PE guidance under fire
New government guidelines that every child receive a minimum of two hours of PE per week have come under fire for their failure to set a deadline for implementation. As with the SNP administration's class-size target, schools have been told to "work towards" the objective.
With local authorities warning last month that they would be unable to meet the two-hour per week target set by the previous Scottish Executive, opposition MSPs have cast doubt over the strength of the Government's commitment.
Michael O'Neill, the former director of education at North Lanarkshire Council who chaired the national PE review, said: "If there is no deadline, it becomes a non-target and goes to the back of the queue."
The majority of secondaries would have been able to provide two hours by August this year, if they had been asked, he claimed.
Primaries might find it harder, he conceded, but they should explore the "potential of the puddle" and use outdoor spaces more.
Ken Macintosh, Labour's schools spokesman, pointed to the SNP's manifesto, which stated: "To help Scottish children develop the habit of physical fitness, we will ensure that every pupil has two hours of quality PE each week, delivered by specialist PE teachers."
Maureen Watt, the Schools Minister, insisted schools move towards the target "as quickly as possible".
But Tom Burnett, president of the Association of Headteachers and Deputes in Scotland, said primaries faced timetabling and building capacity barriers.
Moira Rennie, the headteacher of Cornton Primary, near Stirling, where the draft outcomes on health and wellbeing for A Curriculum for Excellence were launched by Ms Watt, said: "We manage to hit the target because we are a small school (with eight classes and around 200 pupils). But if you have 15 classes, that means 30 hours of PE. The children are not in school for 30 hours, it would be impossible."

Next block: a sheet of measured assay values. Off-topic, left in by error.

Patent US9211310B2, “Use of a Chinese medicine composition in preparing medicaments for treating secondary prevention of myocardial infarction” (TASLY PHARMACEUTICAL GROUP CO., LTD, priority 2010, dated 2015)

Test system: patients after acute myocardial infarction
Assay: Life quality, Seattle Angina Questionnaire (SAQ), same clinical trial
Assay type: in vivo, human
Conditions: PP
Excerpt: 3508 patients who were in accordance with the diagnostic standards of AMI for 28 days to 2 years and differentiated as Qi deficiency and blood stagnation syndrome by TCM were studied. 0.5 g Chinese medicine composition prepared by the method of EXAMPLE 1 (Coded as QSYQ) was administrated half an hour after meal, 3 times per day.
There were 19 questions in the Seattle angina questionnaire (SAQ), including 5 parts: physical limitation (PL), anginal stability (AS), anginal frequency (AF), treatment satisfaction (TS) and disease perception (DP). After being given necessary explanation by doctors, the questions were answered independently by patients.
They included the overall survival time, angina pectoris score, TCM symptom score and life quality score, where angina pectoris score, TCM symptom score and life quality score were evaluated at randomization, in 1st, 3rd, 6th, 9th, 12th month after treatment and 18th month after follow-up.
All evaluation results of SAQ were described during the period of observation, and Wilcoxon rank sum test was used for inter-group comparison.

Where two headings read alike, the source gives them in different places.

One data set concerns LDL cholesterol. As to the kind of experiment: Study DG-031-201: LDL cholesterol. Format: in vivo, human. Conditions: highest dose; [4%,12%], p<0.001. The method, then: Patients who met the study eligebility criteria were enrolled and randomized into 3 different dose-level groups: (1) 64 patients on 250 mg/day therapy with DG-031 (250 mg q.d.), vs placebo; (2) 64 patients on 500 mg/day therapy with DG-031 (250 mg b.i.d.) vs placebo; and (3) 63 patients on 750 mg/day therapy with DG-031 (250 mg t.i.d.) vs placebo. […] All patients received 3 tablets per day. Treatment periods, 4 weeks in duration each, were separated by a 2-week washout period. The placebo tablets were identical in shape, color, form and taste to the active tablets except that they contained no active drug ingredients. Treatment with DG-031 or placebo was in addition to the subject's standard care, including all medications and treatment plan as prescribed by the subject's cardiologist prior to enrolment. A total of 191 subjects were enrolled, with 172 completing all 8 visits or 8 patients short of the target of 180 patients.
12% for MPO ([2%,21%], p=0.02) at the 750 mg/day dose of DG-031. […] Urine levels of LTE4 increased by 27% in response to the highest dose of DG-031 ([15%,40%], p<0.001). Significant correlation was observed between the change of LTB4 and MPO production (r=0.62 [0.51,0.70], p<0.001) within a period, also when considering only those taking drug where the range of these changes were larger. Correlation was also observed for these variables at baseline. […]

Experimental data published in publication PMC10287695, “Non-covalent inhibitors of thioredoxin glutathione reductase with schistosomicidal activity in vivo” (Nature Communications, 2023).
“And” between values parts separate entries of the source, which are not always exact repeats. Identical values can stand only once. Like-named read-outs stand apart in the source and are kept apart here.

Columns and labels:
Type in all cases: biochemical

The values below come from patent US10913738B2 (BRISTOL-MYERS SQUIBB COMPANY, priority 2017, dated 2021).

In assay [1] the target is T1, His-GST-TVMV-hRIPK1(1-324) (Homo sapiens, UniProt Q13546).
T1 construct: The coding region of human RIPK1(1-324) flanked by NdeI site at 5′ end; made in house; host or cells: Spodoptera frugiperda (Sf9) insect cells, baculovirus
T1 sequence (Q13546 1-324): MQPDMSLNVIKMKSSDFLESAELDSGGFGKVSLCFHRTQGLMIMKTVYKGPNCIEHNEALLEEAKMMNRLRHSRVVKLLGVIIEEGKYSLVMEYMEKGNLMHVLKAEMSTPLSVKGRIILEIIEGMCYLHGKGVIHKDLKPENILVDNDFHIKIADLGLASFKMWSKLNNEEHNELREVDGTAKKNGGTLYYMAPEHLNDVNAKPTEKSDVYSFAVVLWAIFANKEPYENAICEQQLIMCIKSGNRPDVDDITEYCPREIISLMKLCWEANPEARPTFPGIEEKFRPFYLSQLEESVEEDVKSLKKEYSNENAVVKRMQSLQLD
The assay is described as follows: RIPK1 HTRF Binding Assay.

Along with physical education, physical activity and sport, the latest ACfE draft outcomes for health and wellbeing cover the school environment, pupils' emotional wellbeing, food and health, substance misuse and sexual health and relationships. Teachers will be expected to model healthy behaviour.
Overall, the new curriculum puts a stronger emphasis on outside specialists working in partnership with schools to deliver aspects of sex and drugs education, a move likely to be welcomed by teachers.
Parents will be encouraged to play a bigger part in drugs education, with every household in Scotland being sent a parents' guide on substance misuse.
As part of the Government's drive to cut child obesity, it is taking sweets and fatty food off the menu in schools from August.
New regulations, introduced by the previous Executive and passed in Parliament this week, require primaries to provide free drinking water to pupils throughout the day and limit deep-fried food to three items each week, with chips served only as part of a nutritious meal.